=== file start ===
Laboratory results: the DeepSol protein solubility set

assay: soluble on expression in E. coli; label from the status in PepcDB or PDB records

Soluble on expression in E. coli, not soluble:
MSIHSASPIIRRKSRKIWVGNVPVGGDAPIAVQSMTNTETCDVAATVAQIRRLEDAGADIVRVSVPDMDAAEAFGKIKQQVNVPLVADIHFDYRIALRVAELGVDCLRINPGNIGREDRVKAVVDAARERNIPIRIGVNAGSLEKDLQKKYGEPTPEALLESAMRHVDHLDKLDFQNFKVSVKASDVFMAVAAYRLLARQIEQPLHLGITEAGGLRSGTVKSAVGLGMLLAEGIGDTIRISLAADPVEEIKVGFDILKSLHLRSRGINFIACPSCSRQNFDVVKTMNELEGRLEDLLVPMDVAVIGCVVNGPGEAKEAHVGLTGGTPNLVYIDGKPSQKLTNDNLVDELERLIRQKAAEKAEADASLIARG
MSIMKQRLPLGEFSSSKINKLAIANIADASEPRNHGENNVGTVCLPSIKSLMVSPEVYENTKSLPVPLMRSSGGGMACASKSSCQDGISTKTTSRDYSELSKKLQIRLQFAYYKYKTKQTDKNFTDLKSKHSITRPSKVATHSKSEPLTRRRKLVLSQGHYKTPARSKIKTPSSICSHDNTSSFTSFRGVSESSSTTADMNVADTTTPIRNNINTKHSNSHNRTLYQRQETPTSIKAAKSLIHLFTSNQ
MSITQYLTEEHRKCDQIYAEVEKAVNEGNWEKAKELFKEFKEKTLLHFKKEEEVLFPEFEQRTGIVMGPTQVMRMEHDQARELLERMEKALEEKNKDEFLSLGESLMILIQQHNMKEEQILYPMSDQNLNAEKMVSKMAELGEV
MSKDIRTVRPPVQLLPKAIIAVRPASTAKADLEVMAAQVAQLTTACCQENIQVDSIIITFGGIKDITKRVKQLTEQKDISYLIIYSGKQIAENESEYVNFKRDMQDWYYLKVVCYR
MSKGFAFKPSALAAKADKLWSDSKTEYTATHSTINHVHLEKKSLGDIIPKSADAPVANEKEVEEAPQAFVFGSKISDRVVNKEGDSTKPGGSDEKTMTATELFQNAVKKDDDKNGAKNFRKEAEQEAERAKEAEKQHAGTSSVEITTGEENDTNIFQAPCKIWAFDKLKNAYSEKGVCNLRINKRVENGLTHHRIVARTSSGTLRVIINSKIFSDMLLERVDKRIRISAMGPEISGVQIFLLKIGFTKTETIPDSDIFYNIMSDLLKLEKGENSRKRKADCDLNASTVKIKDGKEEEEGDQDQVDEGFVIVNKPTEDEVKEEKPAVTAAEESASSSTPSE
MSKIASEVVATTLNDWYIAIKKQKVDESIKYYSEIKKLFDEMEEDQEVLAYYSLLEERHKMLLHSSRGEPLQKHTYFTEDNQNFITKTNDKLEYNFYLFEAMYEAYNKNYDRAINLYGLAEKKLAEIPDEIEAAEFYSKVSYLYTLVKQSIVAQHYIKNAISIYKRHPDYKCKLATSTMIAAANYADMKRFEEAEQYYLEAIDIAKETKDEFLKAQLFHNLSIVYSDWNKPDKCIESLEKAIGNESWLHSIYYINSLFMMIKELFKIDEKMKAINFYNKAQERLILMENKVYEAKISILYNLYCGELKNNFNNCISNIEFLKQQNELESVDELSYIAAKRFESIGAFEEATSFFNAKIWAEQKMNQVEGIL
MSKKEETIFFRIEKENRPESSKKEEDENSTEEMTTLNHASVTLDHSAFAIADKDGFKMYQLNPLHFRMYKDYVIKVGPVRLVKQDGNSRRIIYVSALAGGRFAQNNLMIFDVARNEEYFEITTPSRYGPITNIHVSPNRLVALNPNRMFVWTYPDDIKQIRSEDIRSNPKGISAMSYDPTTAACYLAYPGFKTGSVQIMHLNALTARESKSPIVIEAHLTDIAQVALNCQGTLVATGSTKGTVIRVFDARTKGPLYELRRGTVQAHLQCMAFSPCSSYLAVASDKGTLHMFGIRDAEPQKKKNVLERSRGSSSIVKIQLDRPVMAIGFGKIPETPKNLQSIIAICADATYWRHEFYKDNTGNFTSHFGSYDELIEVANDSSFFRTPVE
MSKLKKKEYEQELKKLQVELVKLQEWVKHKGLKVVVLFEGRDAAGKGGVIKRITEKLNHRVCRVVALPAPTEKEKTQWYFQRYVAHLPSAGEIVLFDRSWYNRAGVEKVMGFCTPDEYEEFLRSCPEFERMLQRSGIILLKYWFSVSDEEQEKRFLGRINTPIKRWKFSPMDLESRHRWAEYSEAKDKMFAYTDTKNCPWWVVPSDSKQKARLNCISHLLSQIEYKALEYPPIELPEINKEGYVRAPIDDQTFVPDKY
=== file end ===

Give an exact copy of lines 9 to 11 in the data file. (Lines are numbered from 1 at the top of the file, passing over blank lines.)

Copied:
MSKIASEVVATTLNDWYIAIKKQKVDESIKYYSEIKKLFDEMEEDQEVLAYYSLLEERHKMLLHSSRGEPLQKHTYFTEDNQNFITKTNDKLEYNFYLFEAMYEAYNKNYDRAINLYGLAEKKLAEIPDEIEAAEFYSKVSYLYTLVKQSIVAQHYIKNAISIYKRHPDYKCKLATSTMIAAANYADMKRFEEAEQYYLEAIDIAKETKDEFLKAQLFHNLSIVYSDWNKPDKCIESLEKAIGNESWLHSIYYINSLFMMIKELFKIDEKMKAINFYNKAQERLILMENKVYEAKISILYNLYCGELKNNFNNCISNIEFLKQQNELESVDELSYIAAKRFESIGAFEEATSFFNAKIWAEQKMNQVEGIL
MSKKEETIFFRIEKENRPESSKKEEDENSTEEMTTLNHASVTLDHSAFAIADKDGFKMYQLNPLHFRMYKDYVIKVGPVRLVKQDGNSRRIIYVSALAGGRFAQNNLMIFDVARNEEYFEITTPSRYGPITNIHVSPNRLVALNPNRMFVWTYPDDIKQIRSEDIRSNPKGISAMSYDPTTAACYLAYPGFKTGSVQIMHLNALTARESKSPIVIEAHLTDIAQVALNCQGTLVATGSTKGTVIRVFDARTKGPLYELRRGTVQAHLQCMAFSPCSSYLAVASDKGTLHMFGIRDAEPQKKKNVLERSRGSSSIVKIQLDRPVMAIGFGKIPETPKNLQSIIAICADATYWRHEFYKDNTGNFTSHFGSYDELIEVANDSSFFRTPVE
MSKLKKKEYEQELKKLQVELVKLQEWVKHKGLKVVVLFEGRDAAGKGGVIKRITEKLNHRVCRVVALPAPTEKEKTQWYFQRYVAHLPSAGEIVLFDRSWYNRAGVEKVMGFCTPDEYEEFLRSCPEFERMLQRSGIILLKYWFSVSDEEQEKRFLGRINTPIKRWKFSPMDLESRHRWAEYSEAKDKMFAYTDTKNCPWWVVPSDSKQKARLNCISHLLSQIEYKALEYPPIELPEINKEGYVRAPIDDQTFVPDKY